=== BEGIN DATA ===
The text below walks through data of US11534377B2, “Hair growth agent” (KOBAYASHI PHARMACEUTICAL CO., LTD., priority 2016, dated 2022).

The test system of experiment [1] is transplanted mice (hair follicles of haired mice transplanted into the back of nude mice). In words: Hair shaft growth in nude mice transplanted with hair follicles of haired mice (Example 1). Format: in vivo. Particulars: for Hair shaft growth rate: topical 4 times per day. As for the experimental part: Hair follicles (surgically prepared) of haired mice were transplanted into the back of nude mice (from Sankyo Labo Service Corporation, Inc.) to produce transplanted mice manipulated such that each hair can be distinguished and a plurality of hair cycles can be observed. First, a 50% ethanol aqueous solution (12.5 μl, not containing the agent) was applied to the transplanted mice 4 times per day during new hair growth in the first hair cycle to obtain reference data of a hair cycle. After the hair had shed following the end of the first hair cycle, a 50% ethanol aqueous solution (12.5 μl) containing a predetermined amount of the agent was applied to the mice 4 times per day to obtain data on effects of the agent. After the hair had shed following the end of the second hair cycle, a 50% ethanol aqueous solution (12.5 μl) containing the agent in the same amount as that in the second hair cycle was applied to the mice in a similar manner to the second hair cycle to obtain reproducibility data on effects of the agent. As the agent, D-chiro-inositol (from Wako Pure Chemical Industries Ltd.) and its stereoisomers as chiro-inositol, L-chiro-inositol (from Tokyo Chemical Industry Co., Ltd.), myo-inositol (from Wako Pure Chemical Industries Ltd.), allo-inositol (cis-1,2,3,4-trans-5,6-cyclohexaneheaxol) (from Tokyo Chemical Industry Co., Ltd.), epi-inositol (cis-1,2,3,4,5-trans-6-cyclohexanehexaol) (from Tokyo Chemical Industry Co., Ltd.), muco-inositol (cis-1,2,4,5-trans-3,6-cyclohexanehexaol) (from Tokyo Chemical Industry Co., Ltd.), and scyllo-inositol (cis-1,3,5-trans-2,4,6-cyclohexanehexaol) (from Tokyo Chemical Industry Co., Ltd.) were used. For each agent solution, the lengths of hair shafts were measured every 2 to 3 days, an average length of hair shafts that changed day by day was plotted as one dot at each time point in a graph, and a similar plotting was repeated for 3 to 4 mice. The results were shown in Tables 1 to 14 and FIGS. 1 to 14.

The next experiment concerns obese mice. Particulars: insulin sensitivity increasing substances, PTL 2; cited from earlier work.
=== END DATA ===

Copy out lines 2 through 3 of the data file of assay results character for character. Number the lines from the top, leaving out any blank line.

The test system of experiment [1] is transplanted mice (hair follicles of haired mice transplanted into the back of nude mice). In words: Hair shaft growth in nude mice transplanted with hair follicles of haired mice (Example 1). Format: in vivo. Particulars: for Hair shaft growth rate: topical 4 times per day. As for the experimental part: Hair follicles (surgically prepared) of haired mice were transplanted into the back of nude mice (from Sankyo Labo Service Corporation, Inc.) to produce transplanted mice manipulated such that each hair can be distinguished and a plurality of hair cycles can be observed. First, a 50% ethanol aqueous solution (12.5 μl, not containing the agent) was applied to the transplanted mice 4 times per day during new hair growth in the first hair cycle to obtain reference data of a hair cycle. After the hair had shed following the end of the first hair cycle, a 50% ethanol aqueous solution (12.5 μl) containing a predetermined amount of the agent was applied to the mice 4 times per day to obtain data on effects of the agent. After the hair had shed following the end of the second hair cycle, a 50% ethanol aqueous solution (12.5 μl) containing the agent in the same amount as that in the second hair cycle was applied to the mice in a similar manner to the second hair cycle to obtain reproducibility data on effects of the agent. As the agent, D-chiro-inositol (from Wako Pure Chemical Industries Ltd.) and its stereoisomers as chiro-inositol, L-chiro-inositol (from Tokyo Chemical Industry Co., Ltd.), myo-inositol (from Wako Pure Chemical Industries Ltd.), allo-inositol (cis-1,2,3,4-trans-5,6-cyclohexaneheaxol) (from Tokyo Chemical Industry Co., Ltd.), epi-inositol (cis-1,2,3,4,5-trans-6-cyclohexanehexaol) (from Tokyo Chemical Industry Co., Ltd.), muco-inositol (cis-1,2,4,5-trans-3,6-cyclohexanehexaol) (from Tokyo Chemical Industry Co., Ltd.), and scyllo-inositol (cis-1,3,5-trans-2,4,6-cyclohexanehexaol) (from Tokyo Chemical Industry Co., Ltd.) were used. For each agent solution, the lengths of hair shafts were measured every 2 to 3 days, an average length of hair shafts that changed day by day was plotted as one dot at each time point in a graph, and a similar plotting was repeated for 3 to 4 mice. The results were shown in Tables 1 to 14 and FIGS. 1 to 14.

The next experiment concerns obese mice. Particulars: insulin sensitivity increasing substances, PTL 2; cited from earlier work.